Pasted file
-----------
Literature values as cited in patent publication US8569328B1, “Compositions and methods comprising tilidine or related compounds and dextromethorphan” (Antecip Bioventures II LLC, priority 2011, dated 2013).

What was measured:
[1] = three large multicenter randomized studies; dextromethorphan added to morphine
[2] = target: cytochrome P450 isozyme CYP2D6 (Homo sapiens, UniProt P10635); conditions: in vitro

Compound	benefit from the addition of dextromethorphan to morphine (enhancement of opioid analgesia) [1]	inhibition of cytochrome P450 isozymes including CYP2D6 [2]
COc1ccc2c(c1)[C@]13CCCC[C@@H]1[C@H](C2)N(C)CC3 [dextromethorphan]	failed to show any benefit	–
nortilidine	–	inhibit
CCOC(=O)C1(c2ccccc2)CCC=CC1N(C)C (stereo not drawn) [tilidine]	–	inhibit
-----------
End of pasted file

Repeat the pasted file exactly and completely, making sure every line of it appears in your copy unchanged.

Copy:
Literature values as cited in patent publication US8569328B1, “Compositions and methods comprising tilidine or related compounds and dextromethorphan” (Antecip Bioventures II LLC, priority 2011, dated 2013).

What was measured:
[1] = three large multicenter randomized studies; dextromethorphan added to morphine
[2] = target: cytochrome P450 isozyme CYP2D6 (Homo sapiens, UniProt P10635); conditions: in vitro

Compound	benefit from the addition of dextromethorphan to morphine (enhancement of opioid analgesia) [1]	inhibition of cytochrome P450 isozymes including CYP2D6 [2]
COc1ccc2c(c1)[C@]13CCCC[C@@H]1[C@H](C2)N(C)CC3 [dextromethorphan]	failed to show any benefit	–
nortilidine	–	inhibit
CCOC(=O)C1(c2ccccc2)CCC=CC1N(C)C (stereo not drawn) [tilidine]	–	inhibit